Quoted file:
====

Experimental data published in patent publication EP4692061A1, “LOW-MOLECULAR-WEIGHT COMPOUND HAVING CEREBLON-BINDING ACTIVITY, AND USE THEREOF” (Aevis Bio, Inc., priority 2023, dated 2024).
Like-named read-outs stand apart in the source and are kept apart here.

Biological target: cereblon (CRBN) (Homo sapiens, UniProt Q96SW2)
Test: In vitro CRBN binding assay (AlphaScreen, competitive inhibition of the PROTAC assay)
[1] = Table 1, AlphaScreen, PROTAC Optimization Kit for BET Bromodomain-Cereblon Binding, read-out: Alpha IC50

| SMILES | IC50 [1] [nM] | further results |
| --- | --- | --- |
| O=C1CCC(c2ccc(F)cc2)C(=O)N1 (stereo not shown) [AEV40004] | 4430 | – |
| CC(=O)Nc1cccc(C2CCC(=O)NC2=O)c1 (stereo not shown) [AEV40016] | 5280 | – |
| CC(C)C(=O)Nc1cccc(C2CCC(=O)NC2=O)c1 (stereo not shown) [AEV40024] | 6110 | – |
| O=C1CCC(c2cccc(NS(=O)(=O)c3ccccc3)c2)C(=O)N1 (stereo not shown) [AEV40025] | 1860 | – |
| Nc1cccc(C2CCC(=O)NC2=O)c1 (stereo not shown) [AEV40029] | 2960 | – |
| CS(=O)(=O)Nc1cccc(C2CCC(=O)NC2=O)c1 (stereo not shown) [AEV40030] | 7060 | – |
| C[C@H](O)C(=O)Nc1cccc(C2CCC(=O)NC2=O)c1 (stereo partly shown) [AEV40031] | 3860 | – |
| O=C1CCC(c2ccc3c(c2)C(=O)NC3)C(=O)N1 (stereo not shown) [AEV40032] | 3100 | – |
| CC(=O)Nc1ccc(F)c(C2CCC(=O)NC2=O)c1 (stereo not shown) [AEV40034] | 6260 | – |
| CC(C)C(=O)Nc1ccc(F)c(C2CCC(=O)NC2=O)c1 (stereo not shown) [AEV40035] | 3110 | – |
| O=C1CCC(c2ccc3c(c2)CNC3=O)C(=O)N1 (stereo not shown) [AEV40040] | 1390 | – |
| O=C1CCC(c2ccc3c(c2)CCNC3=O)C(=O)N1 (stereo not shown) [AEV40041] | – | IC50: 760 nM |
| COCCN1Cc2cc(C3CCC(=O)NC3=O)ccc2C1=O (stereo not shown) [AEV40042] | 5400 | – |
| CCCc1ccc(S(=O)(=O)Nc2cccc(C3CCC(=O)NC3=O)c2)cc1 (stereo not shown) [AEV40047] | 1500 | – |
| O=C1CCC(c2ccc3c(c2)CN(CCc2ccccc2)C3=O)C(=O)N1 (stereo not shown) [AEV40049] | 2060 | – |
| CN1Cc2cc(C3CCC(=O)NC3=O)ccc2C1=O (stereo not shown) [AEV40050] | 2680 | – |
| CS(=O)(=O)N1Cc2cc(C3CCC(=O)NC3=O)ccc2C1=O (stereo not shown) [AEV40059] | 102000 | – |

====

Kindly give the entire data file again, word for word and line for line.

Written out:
Experimental data published in patent publication EP4692061A1, “LOW-MOLECULAR-WEIGHT COMPOUND HAVING CEREBLON-BINDING ACTIVITY, AND USE THEREOF” (Aevis Bio, Inc., priority 2023, dated 2024).
Like-named read-outs stand apart in the source and are kept apart here.

Biological target: cereblon (CRBN) (Homo sapiens, UniProt Q96SW2)
Test: In vitro CRBN binding assay (AlphaScreen, competitive inhibition of the PROTAC assay)
[1] = Table 1, AlphaScreen, PROTAC Optimization Kit for BET Bromodomain-Cereblon Binding, read-out: Alpha IC50

| SMILES | IC50 [1] [nM] | further results |
| --- | --- | --- |
| O=C1CCC(c2ccc(F)cc2)C(=O)N1 (stereo not shown) [AEV40004] | 4430 | – |
| CC(=O)Nc1cccc(C2CCC(=O)NC2=O)c1 (stereo not shown) [AEV40016] | 5280 | – |
| CC(C)C(=O)Nc1cccc(C2CCC(=O)NC2=O)c1 (stereo not shown) [AEV40024] | 6110 | – |
| O=C1CCC(c2cccc(NS(=O)(=O)c3ccccc3)c2)C(=O)N1 (stereo not shown) [AEV40025] | 1860 | – |
| Nc1cccc(C2CCC(=O)NC2=O)c1 (stereo not shown) [AEV40029] | 2960 | – |
| CS(=O)(=O)Nc1cccc(C2CCC(=O)NC2=O)c1 (stereo not shown) [AEV40030] | 7060 | – |
| C[C@H](O)C(=O)Nc1cccc(C2CCC(=O)NC2=O)c1 (stereo partly shown) [AEV40031] | 3860 | – |
| O=C1CCC(c2ccc3c(c2)C(=O)NC3)C(=O)N1 (stereo not shown) [AEV40032] | 3100 | – |
| CC(=O)Nc1ccc(F)c(C2CCC(=O)NC2=O)c1 (stereo not shown) [AEV40034] | 6260 | – |
| CC(C)C(=O)Nc1ccc(F)c(C2CCC(=O)NC2=O)c1 (stereo not shown) [AEV40035] | 3110 | – |
| O=C1CCC(c2ccc3c(c2)CNC3=O)C(=O)N1 (stereo not shown) [AEV40040] | 1390 | – |
| O=C1CCC(c2ccc3c(c2)CCNC3=O)C(=O)N1 (stereo not shown) [AEV40041] | – | IC50: 760 nM |
| COCCN1Cc2cc(C3CCC(=O)NC3=O)ccc2C1=O (stereo not shown) [AEV40042] | 5400 | – |
| CCCc1ccc(S(=O)(=O)Nc2cccc(C3CCC(=O)NC3=O)c2)cc1 (stereo not shown) [AEV40047] | 1500 | – |
| O=C1CCC(c2ccc3c(c2)CN(CCc2ccccc2)C3=O)C(=O)N1 (stereo not shown) [AEV40049] | 2060 | – |
| CN1Cc2cc(C3CCC(=O)NC3=O)ccc2C1=O (stereo not shown) [AEV40050] | 2680 | – |
| CS(=O)(=O)N1Cc2cc(C3CCC(=O)NC3=O)ccc2C1=O (stereo not shown) [AEV40059] | 102000 | – |